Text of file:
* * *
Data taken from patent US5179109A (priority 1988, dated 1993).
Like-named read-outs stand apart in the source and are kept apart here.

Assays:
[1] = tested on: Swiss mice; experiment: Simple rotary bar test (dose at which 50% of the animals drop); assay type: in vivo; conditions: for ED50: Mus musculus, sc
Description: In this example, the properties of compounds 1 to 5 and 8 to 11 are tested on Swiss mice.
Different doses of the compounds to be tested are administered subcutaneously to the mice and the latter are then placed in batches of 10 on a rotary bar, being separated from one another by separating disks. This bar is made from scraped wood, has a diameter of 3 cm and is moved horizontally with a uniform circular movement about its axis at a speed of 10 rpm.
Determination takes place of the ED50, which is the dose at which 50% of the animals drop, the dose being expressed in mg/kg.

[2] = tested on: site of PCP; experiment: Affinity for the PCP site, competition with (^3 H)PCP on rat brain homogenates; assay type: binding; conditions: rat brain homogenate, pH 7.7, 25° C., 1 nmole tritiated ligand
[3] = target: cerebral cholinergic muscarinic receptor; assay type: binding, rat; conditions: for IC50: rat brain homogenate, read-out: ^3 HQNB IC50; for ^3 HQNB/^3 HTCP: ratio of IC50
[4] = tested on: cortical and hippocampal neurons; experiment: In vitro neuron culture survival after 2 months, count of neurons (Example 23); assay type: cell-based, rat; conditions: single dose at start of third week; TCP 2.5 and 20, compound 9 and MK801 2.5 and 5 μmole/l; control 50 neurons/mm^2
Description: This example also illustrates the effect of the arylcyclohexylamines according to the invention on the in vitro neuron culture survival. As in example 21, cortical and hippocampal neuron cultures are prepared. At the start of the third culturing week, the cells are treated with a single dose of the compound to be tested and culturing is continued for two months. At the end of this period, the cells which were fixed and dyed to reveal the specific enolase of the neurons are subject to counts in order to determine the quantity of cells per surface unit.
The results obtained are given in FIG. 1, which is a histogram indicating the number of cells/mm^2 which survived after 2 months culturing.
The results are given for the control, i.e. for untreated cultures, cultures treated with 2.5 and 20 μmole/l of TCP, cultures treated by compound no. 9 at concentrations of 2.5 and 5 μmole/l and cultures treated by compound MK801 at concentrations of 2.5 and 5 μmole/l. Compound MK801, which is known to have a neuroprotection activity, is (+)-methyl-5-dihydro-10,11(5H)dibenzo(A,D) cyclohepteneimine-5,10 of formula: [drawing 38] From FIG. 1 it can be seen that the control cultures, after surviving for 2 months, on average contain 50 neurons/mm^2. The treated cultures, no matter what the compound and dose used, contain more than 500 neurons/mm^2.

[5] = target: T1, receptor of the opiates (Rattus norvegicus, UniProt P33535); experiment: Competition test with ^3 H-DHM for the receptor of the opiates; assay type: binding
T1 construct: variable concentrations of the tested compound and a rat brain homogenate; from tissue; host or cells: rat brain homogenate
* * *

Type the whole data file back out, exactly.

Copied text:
Data taken from patent US5179109A (priority 1988, dated 1993).
Like-named read-outs stand apart in the source and are kept apart here.

Assays:
[1] = tested on: Swiss mice; experiment: Simple rotary bar test (dose at which 50% of the animals drop); assay type: in vivo; conditions: for ED50: Mus musculus, sc
Description: In this example, the properties of compounds 1 to 5 and 8 to 11 are tested on Swiss mice.
Different doses of the compounds to be tested are administered subcutaneously to the mice and the latter are then placed in batches of 10 on a rotary bar, being separated from one another by separating disks. This bar is made from scraped wood, has a diameter of 3 cm and is moved horizontally with a uniform circular movement about its axis at a speed of 10 rpm.
Determination takes place of the ED50, which is the dose at which 50% of the animals drop, the dose being expressed in mg/kg.

[2] = tested on: site of PCP; experiment: Affinity for the PCP site, competition with (^3 H)PCP on rat brain homogenates; assay type: binding; conditions: rat brain homogenate, pH 7.7, 25° C., 1 nmole tritiated ligand
[3] = target: cerebral cholinergic muscarinic receptor; assay type: binding, rat; conditions: for IC50: rat brain homogenate, read-out: ^3 HQNB IC50; for ^3 HQNB/^3 HTCP: ratio of IC50
[4] = tested on: cortical and hippocampal neurons; experiment: In vitro neuron culture survival after 2 months, count of neurons (Example 23); assay type: cell-based, rat; conditions: single dose at start of third week; TCP 2.5 and 20, compound 9 and MK801 2.5 and 5 μmole/l; control 50 neurons/mm^2
Description: This example also illustrates the effect of the arylcyclohexylamines according to the invention on the in vitro neuron culture survival. As in example 21, cortical and hippocampal neuron cultures are prepared. At the start of the third culturing week, the cells are treated with a single dose of the compound to be tested and culturing is continued for two months. At the end of this period, the cells which were fixed and dyed to reveal the specific enolase of the neurons are subject to counts in order to determine the quantity of cells per surface unit.
The results obtained are given in FIG. 1, which is a histogram indicating the number of cells/mm^2 which survived after 2 months culturing.
The results are given for the control, i.e. for untreated cultures, cultures treated with 2.5 and 20 μmole/l of TCP, cultures treated by compound no. 9 at concentrations of 2.5 and 5 μmole/l and cultures treated by compound MK801 at concentrations of 2.5 and 5 μmole/l. Compound MK801, which is known to have a neuroprotection activity, is (+)-methyl-5-dihydro-10,11(5H)dibenzo(A,D) cyclohepteneimine-5,10 of formula: [drawing 38] From FIG. 1 it can be seen that the control cultures, after surviving for 2 months, on average contain 50 neurons/mm^2. The treated cultures, no matter what the compound and dose used, contain more than 500 neurons/mm^2.

[5] = target: T1, receptor of the opiates (Rattus norvegicus, UniProt P33535); experiment: Competition test with ^3 H-DHM for the receptor of the opiates; assay type: binding
T1 construct: variable concentrations of the tested compound and a rat brain homogenate; from tissue; host or cells: rat brain homogenate